I know that this is a little late for reviewing, but I am open to learning new things. Kindly rate the essay and let me know how I can improve my writing.
Also, if it isn't asking too much, please rate it on a scale of 0 to 6.
The following appeared in the editorial section of a local newspaper.
“This past winter, 200 students from Waymarsh State College traveled to the state capitol building to protest against proposed cuts in funding for various state college programs. The other 12,000 Waymarsh students evidently weren’t so concerned about their education: they either stayed on campus or left for winter break. Since the group who did not protest is far more numerous, it is more representative of the state’s college students than are the protesters. Therefore the state legislature need not heed the appeals of the protesting students.”
Discuss how well reasoned... etc.
The author contends that the state legislature should not take the protests of the Waymarsh State College students seriously since the number of protestors that travelled to the state capitol building are dwarfed by the number of students that did not. His conclusion is based on the assumption that the ratio of students that travelled to protest actively to those who did not is enough to judge the number of students who oppose the proposed cuts in funding. This argument suffers from serious logical flaws and is supported on untenable assumptions.
First, the author fails to consider the possibility that of the 12,000 students that did not travel to the state capitol building, many students (even a majority) could hold the same opinion as that of the active protestors. The author is of the opinion that any student that opposes the proposed cuts must travel to the state capitol building. There is no reason to believe so. It is highly probable that the 200 students who travelled to the state capitol building are representative of the true numerical strength of protestors. Infact, this is the more reasonable assumption if history were to be taken into account since freedom struggles are almost always marked by only a fraction of the total number of people that can be reasonably argued to have desired freedom.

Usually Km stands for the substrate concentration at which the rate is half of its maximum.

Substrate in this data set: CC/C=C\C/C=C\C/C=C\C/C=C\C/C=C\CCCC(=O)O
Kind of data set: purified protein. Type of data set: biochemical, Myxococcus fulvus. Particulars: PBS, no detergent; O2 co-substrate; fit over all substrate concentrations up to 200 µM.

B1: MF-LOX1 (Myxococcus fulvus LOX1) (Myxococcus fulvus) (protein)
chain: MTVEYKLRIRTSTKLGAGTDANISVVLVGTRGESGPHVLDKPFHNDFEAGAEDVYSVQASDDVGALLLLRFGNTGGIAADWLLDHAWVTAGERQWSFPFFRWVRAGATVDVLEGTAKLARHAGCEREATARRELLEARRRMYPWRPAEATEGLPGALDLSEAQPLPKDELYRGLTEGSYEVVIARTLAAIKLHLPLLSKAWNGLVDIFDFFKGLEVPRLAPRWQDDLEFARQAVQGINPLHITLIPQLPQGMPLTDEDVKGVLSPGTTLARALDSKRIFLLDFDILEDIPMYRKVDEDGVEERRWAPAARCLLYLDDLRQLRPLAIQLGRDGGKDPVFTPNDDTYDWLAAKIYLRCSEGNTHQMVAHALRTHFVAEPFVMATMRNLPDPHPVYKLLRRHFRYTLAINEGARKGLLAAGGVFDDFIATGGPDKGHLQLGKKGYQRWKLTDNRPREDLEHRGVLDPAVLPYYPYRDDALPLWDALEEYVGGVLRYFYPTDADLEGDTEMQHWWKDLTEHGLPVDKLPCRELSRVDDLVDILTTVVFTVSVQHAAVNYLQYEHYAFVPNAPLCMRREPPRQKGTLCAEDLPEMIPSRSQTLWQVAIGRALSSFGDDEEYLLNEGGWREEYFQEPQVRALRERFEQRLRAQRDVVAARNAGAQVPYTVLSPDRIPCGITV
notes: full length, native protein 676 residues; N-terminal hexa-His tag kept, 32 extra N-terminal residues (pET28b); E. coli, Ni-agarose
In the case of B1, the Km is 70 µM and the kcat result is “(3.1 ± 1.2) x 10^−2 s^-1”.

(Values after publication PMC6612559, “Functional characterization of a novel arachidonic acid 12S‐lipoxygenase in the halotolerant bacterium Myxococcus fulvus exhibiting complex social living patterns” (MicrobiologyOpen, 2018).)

Second, even if we are to ignore the above glaring gap in logic, the author cannot be excused for ignoring other possible reasons for the absence of those against the proposed cuts. We cannot eliminate the possible that a large number of students found it either inconvenient or unnecessary to go to the state capitol building for any number of reasons such as prior commitments, internships, pre-planned vacations that cannot be cancelled without incurring large losses and a myriad of such possibilities. Further, if the protest was organized, it is not impossible that the group decided to limit its number so as to avoid logistical problems that would arise due to an increase in the size of the group.
Third, the author assumes that just because the number of active protestors is a minority it should not be given heed to. This itself is a questionable stand. The author has not explicitly mentioned the effects of the proposed cuts and therefore it would be presumptuous to assume that the proposal will affect all the students of the college equally. If the proposed cuts directly or indirectly affect only a small minority of the college students, it is reasonable for the remaining students to not participate in the protests. However this is not a sound basis for neglecting the reservations of the minority, for obvious reasons.
The author could have strengthened his argument had he demonstrated that the remaining 12,000 students are conclusively disinterested in the protests and have no problems with the proposed cuts. The argument would further need to exemplify how the chain of events set into motion by the proposed cuts do not affect a minority only.
In conclusion, the author is markedly unconvincing and fails to cogently support his conclusion with the quoted facts.